Corporate Law

A corporation is defined as a legal entity, usually for the purpose of conducting business. The corporate law refers to all of the legalities that can arise from conducting business. Corporations are vulnerable to a plethora of regulations. They are required to follow these rules to benefit from the tax and other advantages corporations receive. Most states mandate corporations to hold annual meetings with shareholders, and typically require frequent meetings with the board of directors and chief level staff. Many corporations keep attorneys on retainer and always have attorneys present for their meetings to make sure the corporation is compliant with all state and federal laws.

Corporations are different from other businesses like partnerships and LLCs in the sense that corporate laws will specifically apply to them. Some issues that arise in corporate law include labor and wage law issues, contract disputes, product liability lawsuits, intellectual property and tax laws. As a business grows, it will grow in complexities and liabilities. As the company started out, a single attorney may have sufficed to cover their legal issues. However, at the level of a corporation, it may be necessary to get a team of expert attorneys on retainer to routinely handle legal matters.

Popular Phrases in Corporate Law


A C-Corporation is the most popular type of corporation. This is a business formation where the business profits are taxed separately from the owners. One of the advantages of C-Corporation is that if the business incurs financial trouble, the owners are not required to use personal finances to offset the loss. The C-Corporation is permitted an unlimited number of shareholders and can set the qualifications of who can become a shareholder for rights of ownership. One of the disadvantages of C-Corporation is that taxes on this type of business carries more complexities than other business formations.


S-Corporation is another type of business and is usually referenced as an "S-Corp." The main difference for an S-Corp is how they file with the IRS; they request to become a special type of corporation. Most businesses who opt for S-Corp do so in order to avoid being taxed twice. Therefore, S-Corporations do not pay an income tax, rather the income passes through to the shareholders, whom then have to pay the taxes on their personal returns. The tax structure is similar to that of a partnership, but this type of entity still provides most of the legal protections afforded to C-Corps.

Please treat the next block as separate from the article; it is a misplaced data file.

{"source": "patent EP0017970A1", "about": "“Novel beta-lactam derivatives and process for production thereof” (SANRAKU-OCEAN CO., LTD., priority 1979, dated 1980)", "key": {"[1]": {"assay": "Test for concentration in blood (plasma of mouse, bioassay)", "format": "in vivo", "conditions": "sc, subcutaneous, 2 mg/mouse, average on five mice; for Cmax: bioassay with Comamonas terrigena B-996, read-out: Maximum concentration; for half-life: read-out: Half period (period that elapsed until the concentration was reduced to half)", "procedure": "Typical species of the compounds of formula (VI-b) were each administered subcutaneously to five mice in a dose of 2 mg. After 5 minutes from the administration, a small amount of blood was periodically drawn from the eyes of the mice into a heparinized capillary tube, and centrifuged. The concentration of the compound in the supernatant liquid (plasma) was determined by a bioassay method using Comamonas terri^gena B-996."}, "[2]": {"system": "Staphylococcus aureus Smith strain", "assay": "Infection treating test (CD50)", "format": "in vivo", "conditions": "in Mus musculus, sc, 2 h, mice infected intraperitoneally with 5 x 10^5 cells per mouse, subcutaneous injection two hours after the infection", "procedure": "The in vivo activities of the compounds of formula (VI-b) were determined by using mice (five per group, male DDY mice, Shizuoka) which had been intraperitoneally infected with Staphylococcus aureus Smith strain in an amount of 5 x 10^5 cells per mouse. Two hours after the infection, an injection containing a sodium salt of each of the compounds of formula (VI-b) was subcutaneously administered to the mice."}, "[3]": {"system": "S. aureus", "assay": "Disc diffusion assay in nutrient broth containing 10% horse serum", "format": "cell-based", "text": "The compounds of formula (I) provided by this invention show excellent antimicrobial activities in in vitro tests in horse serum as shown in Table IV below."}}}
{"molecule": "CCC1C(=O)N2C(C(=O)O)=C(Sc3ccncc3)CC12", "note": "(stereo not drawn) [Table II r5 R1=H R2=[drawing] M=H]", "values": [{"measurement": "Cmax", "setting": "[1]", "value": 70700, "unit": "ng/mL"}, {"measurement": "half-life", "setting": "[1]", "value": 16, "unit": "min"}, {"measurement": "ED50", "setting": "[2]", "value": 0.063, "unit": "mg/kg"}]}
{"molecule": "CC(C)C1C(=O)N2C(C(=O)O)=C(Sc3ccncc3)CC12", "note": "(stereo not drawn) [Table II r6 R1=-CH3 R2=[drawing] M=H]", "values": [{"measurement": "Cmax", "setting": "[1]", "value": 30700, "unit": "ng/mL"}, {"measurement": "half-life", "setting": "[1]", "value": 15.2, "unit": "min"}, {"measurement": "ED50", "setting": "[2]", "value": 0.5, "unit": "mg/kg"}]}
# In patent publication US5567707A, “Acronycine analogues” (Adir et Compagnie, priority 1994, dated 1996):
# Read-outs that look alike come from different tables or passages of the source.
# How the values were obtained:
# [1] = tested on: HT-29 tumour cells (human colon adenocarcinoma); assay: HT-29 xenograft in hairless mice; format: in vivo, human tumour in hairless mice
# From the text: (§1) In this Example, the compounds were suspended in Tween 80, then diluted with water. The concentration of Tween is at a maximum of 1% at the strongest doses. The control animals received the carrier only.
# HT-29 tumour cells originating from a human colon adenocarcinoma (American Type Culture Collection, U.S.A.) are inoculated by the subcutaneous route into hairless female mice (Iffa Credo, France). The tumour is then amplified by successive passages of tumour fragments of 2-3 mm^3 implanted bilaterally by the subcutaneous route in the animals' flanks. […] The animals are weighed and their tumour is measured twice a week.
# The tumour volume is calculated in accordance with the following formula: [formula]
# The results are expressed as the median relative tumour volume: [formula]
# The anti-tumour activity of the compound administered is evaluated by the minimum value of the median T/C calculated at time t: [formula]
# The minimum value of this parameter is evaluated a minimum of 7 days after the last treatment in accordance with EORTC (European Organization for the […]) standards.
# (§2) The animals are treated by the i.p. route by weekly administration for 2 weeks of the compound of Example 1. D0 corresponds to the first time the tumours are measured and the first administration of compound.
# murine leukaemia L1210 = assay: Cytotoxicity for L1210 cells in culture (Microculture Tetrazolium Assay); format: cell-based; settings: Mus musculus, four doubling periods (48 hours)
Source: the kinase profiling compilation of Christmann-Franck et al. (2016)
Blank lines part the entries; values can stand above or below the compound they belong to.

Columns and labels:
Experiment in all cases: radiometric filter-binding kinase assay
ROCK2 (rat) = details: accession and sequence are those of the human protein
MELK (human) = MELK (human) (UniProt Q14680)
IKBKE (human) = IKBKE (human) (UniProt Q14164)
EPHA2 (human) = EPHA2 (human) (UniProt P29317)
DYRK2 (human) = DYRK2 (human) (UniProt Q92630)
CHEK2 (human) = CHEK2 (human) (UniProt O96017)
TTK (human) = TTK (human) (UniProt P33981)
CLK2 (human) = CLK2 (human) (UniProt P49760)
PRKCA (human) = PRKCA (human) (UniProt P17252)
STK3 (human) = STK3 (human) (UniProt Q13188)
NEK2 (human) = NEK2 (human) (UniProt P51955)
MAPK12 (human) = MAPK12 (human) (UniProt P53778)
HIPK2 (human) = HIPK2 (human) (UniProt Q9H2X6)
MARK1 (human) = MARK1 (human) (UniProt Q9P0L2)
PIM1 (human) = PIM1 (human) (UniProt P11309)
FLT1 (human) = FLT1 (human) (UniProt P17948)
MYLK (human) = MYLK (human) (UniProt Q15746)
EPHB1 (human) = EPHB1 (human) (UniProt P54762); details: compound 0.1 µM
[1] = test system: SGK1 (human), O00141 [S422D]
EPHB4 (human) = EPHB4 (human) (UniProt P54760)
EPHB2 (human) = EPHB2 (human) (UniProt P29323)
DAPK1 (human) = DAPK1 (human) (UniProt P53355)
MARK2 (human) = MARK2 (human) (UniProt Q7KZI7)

Piercing the Corporate Veil

This is an act to impose accountability on members of a corporation. Responsibility can include personal liability on the company owners, shareholders, or chief level officers of a corporation.

Chief Executive Officer (CEO)

The chief decision maker of a company, appointed by the board of directors of the company.

Board of Directors (BOD)

A panel of individuals selected by the shareholders of a company to advise on the corporation's matters and appoint officers

California and Corporation Law California Recognizes the Doctrine of General Corporation Law

This means that one or more individuals, partners, or members, may form a corporation. Under California corporate laws, shareholders and directors must sign off on articles such as:

  • Filing an article of incorporation
  • Agreeing on the name of the corporation
  • Stating the purpose of the corporation
  • The physical address of the corporation and the state in which they will file taxes

Incorporating a business is an exciting, challenging, and rewarding endeavor. An expert attorney can help you with the complexities of the incorporating process.

With expert legal advice you can learn about:

  • The right type of incorporation for your business
  • Leveraging the best tax advantages available to your business
  • Advantages of having a board of directors for your business and what to look for in board members
  • Advantages and disadvantages of being a privately/publicly held company
  • Implications of incorporation for your legal and tax obligations
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